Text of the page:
A team of chemists from McGill University has developed a new method for incorporating hydrophobic groups into nano-sized cubical cages made of DNA. The innovation allows these cages to encapsulate small molecules, opening the door for their potential use in drug delivery.
Hanadi Sleiman and her team specialize in creating short strands of custom-made DNA that self-assemble into unique macromolecular structures; a well-known accomplishment is the creation of cube-shaped cages. But the team is always looking to expand its creations. “Since we only have four bases to work with, it somewhat limits the types of structures we can make,” says Sleiman. The researchers were inspired by natural macromolecular structures like proteins. Many proteins take advantage of the attraction between hydrophobic structures to join smaller modules into a larger, more complex whole. Sleiman and her team decided to try the same approach with their DNA nanostructures.
In a paper recently published in Nature Chemistry, the team made molecules that consist of four hydrophobic alkyl chains connected by phosphate groups to a DNA strand. The strands hybridize into existing DNA cages, adding a hydrophobic ‘patch’ to one or more of the cube’s vertexes. If all the patches are on one face, two adjacent cubes can ‘shake hands’ to create a two-cube dimer.
A team from McGill University has added hydrophobic patches (blue) to nanoscale cages made of DNA (grey/black). The original goal was to use hydrophobic attraction to join cages together, but in practice the groups aggregate inside the cage, creating a hydrophobic environment that can encapsulate drug molecules (purple). Addition of interfering DNA strands releases both the hydrophobic groups and the encapsulated molecules. Photo credit: Thomas Edwardson and Graham Hamblin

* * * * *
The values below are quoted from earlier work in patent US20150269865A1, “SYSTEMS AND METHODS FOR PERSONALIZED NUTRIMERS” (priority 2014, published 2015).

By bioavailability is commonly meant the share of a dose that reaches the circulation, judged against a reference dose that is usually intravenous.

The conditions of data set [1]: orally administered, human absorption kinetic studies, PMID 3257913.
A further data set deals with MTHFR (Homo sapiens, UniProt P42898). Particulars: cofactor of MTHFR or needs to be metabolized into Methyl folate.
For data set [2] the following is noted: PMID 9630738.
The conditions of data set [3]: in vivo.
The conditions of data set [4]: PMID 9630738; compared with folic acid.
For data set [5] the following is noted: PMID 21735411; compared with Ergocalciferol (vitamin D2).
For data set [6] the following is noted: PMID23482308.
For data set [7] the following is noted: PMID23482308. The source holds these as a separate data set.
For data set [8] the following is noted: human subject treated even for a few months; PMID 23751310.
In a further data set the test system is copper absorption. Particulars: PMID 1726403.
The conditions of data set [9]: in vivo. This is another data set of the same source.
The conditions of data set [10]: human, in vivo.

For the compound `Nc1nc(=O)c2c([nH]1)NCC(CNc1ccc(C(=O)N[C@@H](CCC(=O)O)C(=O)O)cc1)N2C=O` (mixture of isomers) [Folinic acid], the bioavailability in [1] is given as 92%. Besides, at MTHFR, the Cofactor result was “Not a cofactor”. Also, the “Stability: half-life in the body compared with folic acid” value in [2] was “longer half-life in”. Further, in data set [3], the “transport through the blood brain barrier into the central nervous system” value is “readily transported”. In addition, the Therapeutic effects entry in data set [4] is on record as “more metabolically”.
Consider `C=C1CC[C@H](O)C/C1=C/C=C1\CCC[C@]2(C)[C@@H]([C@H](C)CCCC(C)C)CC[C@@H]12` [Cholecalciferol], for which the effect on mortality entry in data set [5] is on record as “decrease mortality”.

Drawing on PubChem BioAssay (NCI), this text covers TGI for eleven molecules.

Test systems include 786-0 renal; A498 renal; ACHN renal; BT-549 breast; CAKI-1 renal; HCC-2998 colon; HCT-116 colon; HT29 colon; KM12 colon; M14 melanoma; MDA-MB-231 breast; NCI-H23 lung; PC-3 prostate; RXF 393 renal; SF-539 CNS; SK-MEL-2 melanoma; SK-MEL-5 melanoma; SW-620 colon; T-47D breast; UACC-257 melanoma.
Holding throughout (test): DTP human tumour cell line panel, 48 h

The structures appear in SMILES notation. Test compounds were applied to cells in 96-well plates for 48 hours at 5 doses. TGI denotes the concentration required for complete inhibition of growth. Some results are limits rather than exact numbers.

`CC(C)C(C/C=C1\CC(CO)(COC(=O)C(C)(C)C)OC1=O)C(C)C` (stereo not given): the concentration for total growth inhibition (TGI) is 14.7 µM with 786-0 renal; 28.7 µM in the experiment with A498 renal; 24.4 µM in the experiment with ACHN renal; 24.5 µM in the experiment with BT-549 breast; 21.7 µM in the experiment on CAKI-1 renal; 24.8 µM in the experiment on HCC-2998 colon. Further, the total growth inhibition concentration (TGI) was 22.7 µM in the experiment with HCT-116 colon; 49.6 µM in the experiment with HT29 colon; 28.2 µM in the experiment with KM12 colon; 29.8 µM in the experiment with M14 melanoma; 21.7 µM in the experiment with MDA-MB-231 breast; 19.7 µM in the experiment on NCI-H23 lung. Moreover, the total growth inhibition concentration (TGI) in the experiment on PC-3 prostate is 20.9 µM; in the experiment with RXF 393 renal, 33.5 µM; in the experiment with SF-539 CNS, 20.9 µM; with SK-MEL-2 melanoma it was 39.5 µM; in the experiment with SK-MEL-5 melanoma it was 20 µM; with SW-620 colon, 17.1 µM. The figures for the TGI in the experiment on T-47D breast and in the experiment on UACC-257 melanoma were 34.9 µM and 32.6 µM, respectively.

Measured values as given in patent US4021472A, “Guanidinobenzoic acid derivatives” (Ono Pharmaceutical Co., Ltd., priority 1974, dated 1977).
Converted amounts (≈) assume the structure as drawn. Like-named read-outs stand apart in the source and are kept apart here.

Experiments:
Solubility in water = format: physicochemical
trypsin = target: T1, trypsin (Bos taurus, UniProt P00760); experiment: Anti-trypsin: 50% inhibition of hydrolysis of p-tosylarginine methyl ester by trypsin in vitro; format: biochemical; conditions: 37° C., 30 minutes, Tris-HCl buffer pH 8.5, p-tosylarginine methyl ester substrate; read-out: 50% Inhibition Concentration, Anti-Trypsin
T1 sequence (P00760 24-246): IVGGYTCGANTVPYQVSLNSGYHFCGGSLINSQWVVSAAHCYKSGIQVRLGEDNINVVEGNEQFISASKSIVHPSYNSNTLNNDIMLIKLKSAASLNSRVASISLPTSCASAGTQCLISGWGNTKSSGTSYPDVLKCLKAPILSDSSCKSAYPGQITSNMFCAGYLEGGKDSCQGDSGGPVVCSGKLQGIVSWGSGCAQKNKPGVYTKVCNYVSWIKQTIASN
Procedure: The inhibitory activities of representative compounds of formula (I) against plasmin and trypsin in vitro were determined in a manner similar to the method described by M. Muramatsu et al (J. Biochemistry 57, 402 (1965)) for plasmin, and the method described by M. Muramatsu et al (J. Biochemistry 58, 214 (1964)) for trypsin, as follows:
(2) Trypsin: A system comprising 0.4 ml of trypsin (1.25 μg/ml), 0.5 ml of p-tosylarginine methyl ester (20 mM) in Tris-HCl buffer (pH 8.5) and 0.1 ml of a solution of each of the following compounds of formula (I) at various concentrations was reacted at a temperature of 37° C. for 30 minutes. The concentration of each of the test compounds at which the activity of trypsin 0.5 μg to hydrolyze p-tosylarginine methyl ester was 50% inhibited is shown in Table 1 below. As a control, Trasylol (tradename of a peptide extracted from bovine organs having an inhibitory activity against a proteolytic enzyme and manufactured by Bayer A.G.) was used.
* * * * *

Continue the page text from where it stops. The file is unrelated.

However, when the team tried to make cubes with patches on both the top and the bottom, something unexpected happened. “Those eight hydrophobic patches met inside the cube,” says Sleiman. Although this prevented the addition of even more cubes to the structure, it also created a hydrophobic environment on the inside of the cube. This meant that the cages could now hold small molecules that would otherwise have slipped right through the holes. “We had no way to predict that,” says Sleiman.
The team has proven the encapsulation behaviour with hydrophobic molecules like Nile Red and has even developed interfering strands that will release the cage’s contents on demand. Sleiman says they may have advantages over other drug delivery constructs. “They are biodegradable and, in many cases, DNA strands are not as immunogenic as other materials,” she says. “We can also control the size, shape and presentation of the ligands to a very high extent.” The team is already working with oncologists to test the cages on real cancer cells.